The Long War: The radical Islamists are on the offensive. Will we defeat them?

por William Kristol, 2 de marzo de 2006

(Published in Weekly Standard, 03/06/2006, Volume 011, Issue 24)
Demagogues to the right of them, appeasers to the left of them, media in front of them, volleying and thundering. Can the Bush administration continue to charge ahead? Does it have the will--and the competence--to lead the nation for the next three years toward victory in the long war against radical Islamism?
From Copenhagen to Samara, the radical Islamists are on the offensive. From Tehran to Damascus, the dictators are trying to regain the upper hand in the Middle East. From Moscow to Beijing, the enemies of liberal democracy are working to weaken the United States. Across the world, the forces of terror and tyranny are fighting back. Are we up to the challenge?
It's not clear that we are. Many liberals, here and in Europe, long ago lost the nerve to wage war--or even to defend themselves--against illiberalism. Parts of the conservative movement now seem to be losing their nerve as well. In response to an apparent clash of civilizations, they would retrench, hunker down, and let large parts of the world go to hell in a hand basket, hoping that the hand basket won't blow up in our faces.
Remember: The United States of America and its allies--regimes that seek to embody, or at least to move towards, the principles of decent, civilized, liberal democracy--did not seek this war. But we are at war, and we could lose it. Victory is not inevitable.
Does that make Bush-supporting, liberal-democracy-promoting, Iraq-war-defending neoconservative 'Leninists,' as Francis Fukuyama has recently charged? No. Does it mean we believe--as Fukuyama defines Leninism--that 'history can be pushed along with the right application of power and will'? Does it mean that history does not automatically move in the right direction, that justice does not necessarily or easily prevail? Yes.
It would be nice to believe, as Fukuyama does, that 'a long-term process of social evolution' is under way that will inevitably produce liberal democracy. It would be nice to enjoy the comfortable complacency of a historical determinism that suggests--as Fukuyama has it--that what we most need to do is to embrace a 'good governance agenda' on behalf of a long-term process of 'democracy promotion' that 'has to await the gradual ripening of political and economic conditions to be effective.'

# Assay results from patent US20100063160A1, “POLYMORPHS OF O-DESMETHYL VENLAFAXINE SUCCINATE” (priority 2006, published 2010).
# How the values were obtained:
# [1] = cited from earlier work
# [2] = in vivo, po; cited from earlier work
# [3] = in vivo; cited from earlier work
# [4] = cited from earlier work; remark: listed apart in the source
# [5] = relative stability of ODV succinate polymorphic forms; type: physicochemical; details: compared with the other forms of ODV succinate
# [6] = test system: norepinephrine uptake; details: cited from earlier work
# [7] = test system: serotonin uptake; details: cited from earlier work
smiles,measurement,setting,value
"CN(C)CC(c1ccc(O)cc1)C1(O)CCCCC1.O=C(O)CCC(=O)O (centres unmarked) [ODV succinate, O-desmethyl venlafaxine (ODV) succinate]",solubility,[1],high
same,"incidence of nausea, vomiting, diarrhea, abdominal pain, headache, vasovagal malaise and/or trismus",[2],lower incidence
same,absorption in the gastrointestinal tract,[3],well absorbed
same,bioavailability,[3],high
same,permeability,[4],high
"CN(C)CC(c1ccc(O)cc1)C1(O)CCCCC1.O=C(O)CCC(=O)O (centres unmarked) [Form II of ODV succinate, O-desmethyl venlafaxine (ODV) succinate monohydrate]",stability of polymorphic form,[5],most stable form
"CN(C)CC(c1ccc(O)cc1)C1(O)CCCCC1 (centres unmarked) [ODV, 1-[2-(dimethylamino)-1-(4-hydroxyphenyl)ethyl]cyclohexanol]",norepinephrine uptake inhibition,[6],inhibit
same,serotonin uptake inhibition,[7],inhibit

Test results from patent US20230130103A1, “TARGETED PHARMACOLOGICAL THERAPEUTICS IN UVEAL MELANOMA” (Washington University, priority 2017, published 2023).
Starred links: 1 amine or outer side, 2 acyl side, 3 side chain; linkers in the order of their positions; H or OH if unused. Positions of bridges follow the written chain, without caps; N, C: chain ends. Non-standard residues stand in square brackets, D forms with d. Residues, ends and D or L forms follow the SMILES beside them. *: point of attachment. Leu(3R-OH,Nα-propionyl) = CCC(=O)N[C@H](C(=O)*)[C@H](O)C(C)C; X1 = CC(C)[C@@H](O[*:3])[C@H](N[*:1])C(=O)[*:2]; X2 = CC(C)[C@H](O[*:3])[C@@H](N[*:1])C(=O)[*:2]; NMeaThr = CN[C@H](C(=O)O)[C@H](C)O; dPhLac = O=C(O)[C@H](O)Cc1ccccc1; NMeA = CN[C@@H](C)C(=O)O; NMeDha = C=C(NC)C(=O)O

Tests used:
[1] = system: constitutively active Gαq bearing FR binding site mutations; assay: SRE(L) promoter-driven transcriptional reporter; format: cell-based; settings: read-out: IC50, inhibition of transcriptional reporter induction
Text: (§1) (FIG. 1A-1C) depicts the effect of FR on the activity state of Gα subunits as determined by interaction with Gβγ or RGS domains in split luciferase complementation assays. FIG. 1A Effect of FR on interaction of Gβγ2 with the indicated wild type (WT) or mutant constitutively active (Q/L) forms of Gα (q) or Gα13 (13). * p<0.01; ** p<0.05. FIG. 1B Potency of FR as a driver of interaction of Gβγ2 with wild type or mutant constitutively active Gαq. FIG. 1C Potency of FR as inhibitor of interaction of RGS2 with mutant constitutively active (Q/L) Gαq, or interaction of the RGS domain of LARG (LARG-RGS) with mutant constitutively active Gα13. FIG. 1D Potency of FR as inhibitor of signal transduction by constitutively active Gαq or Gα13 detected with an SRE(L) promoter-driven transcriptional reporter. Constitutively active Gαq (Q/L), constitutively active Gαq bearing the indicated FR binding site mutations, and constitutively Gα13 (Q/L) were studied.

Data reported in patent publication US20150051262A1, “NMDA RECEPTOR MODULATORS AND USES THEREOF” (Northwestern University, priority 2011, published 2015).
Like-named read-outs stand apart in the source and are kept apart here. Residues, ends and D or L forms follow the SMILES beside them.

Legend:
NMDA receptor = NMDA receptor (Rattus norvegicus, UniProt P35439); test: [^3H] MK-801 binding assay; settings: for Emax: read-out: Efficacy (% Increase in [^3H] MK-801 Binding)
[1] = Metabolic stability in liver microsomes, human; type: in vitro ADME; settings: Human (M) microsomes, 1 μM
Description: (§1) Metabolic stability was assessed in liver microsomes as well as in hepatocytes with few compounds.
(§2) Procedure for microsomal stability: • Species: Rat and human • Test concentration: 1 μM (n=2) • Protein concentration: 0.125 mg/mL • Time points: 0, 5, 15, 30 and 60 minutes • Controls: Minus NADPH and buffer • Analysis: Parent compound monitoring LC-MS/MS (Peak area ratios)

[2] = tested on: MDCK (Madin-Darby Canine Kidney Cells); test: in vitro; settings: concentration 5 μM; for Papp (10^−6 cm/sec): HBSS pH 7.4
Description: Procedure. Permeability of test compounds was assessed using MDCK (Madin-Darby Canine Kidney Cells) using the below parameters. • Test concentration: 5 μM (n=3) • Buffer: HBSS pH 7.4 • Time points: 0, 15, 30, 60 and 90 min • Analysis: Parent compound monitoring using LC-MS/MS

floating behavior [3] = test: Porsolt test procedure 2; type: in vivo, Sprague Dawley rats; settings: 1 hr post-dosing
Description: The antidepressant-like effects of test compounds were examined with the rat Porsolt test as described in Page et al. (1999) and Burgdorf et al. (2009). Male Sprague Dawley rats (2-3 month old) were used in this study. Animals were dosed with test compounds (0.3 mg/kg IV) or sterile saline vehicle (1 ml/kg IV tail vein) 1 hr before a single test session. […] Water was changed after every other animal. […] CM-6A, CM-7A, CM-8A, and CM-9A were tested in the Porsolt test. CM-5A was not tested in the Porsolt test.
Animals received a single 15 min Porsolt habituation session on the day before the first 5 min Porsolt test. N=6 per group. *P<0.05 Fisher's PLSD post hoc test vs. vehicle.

Indeed, it would be nice if we lived in a world in which we didn't have to take the enemies of liberal democracy seriously--a world without jihadists who want to kill and clerics who want to intimidate and tyrants who want to terrorize. It would be nice to wait until we were certain conditions were ripe before we had to act, a world in which the obstacles are trivial and the enemies fold up. Unfortunately, that is not the world we live in.
To govern is to choose, and to accept responsibility for one's choices. To govern is not wishfully to await the end of history. To govern is not fatalistically to watch a clash of civilizations from the sidelines.
As Marshall Wittmann of the Democratic Leadership Council observed last week, 'We are in the midst of a jihadist offensive. The bombing of [Iraq's] Askariya Shiite Shrine is another indication of the world-wide jihadist offensive against the West. From the cartoon jihad to the Hamas victory to the Iranian effort to obtain nuclear weapons to the attempt by al Qaeda to foment an Iraqi civil war--our enemy is taking the initiative. And the West is on its heels.'
The Bush administration leads the West. If the West seems to be on its heels, it is because the administration seems to be on its heels. The fact that the left is utterly irresponsible, and some of the right is silly, is no excuse.
Wittmann continued, 'Many mistakes have been made since 9/11. But at the end of the day, we should recognize that we are all Americans and part of the West that is under assault by a truly evil foe. Our bravest are on the front lines in this war. The least we can do at home is to demonstrate some moral seriousness that the moment demands.'
Moral seriousness in this case means political seriousness. Insist on going ahead with the ports deal so that Arab governments who have stood with us in the war on terror are not told to get lost when one of their companies acquires port management contracts in the United States. Make a real effort to destabilize Ahmadinejad in Iran. Do what it takes to defeat Zarqawi and secure Iraq. Stand with Denmark, and moderate Muslims, against the radical mob. This is no time for dishonorable retreat. It is time for resolve—and competence. After all, it would be most unfortunate if the administration summoned its nerve and charged ahead--only to meet the fate of Tennyson's Light Brigade!.